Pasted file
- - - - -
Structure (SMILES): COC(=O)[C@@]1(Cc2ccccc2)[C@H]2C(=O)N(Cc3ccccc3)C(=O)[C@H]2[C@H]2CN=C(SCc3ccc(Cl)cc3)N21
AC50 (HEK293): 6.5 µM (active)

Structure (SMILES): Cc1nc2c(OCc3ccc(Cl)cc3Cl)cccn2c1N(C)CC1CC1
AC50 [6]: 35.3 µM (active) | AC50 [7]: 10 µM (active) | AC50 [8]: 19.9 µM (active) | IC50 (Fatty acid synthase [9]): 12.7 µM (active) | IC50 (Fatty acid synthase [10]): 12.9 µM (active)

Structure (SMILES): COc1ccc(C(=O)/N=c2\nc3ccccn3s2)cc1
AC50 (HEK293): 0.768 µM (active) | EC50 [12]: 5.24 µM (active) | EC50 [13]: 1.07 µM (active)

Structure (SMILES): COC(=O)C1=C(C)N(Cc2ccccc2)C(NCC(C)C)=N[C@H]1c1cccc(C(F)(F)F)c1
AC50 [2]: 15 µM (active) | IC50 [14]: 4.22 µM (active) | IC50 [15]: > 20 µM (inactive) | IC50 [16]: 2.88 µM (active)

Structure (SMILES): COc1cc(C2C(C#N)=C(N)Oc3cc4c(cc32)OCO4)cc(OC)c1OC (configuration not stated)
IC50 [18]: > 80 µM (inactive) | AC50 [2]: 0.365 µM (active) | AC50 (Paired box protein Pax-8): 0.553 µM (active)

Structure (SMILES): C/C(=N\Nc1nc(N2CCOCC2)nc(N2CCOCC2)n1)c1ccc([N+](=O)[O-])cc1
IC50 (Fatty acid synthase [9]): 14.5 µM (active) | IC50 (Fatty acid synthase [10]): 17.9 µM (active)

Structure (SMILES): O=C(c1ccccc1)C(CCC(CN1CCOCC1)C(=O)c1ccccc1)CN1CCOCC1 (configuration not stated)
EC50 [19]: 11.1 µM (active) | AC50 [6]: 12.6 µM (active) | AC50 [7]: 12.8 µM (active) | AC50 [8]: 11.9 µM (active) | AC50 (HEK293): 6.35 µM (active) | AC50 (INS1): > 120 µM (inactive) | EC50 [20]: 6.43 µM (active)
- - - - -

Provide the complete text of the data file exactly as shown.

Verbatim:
Structure (SMILES): COC(=O)[C@@]1(Cc2ccccc2)[C@H]2C(=O)N(Cc3ccccc3)C(=O)[C@H]2[C@H]2CN=C(SCc3ccc(Cl)cc3)N21
AC50 (HEK293): 6.5 µM (active)

Structure (SMILES): Cc1nc2c(OCc3ccc(Cl)cc3Cl)cccn2c1N(C)CC1CC1
AC50 [6]: 35.3 µM (active) | AC50 [7]: 10 µM (active) | AC50 [8]: 19.9 µM (active) | IC50 (Fatty acid synthase [9]): 12.7 µM (active) | IC50 (Fatty acid synthase [10]): 12.9 µM (active)

Structure (SMILES): COc1ccc(C(=O)/N=c2\nc3ccccn3s2)cc1
AC50 (HEK293): 0.768 µM (active) | EC50 [12]: 5.24 µM (active) | EC50 [13]: 1.07 µM (active)

Structure (SMILES): COC(=O)C1=C(C)N(Cc2ccccc2)C(NCC(C)C)=N[C@H]1c1cccc(C(F)(F)F)c1
AC50 [2]: 15 µM (active) | IC50 [14]: 4.22 µM (active) | IC50 [15]: > 20 µM (inactive) | IC50 [16]: 2.88 µM (active)

Structure (SMILES): COc1cc(C2C(C#N)=C(N)Oc3cc4c(cc32)OCO4)cc(OC)c1OC (configuration not stated)
IC50 [18]: > 80 µM (inactive) | AC50 [2]: 0.365 µM (active) | AC50 (Paired box protein Pax-8): 0.553 µM (active)

Structure (SMILES): C/C(=N\Nc1nc(N2CCOCC2)nc(N2CCOCC2)n1)c1ccc([N+](=O)[O-])cc1
IC50 (Fatty acid synthase [9]): 14.5 µM (active) | IC50 (Fatty acid synthase [10]): 17.9 µM (active)

Structure (SMILES): O=C(c1ccccc1)C(CCC(CN1CCOCC1)C(=O)c1ccccc1)CN1CCOCC1 (configuration not stated)
EC50 [19]: 11.1 µM (active) | AC50 [6]: 12.6 µM (active) | AC50 [7]: 12.8 µM (active) | AC50 [8]: 11.9 µM (active) | AC50 (HEK293): 6.35 µM (active) | AC50 (INS1): > 120 µM (inactive) | EC50 [20]: 6.43 µM (active)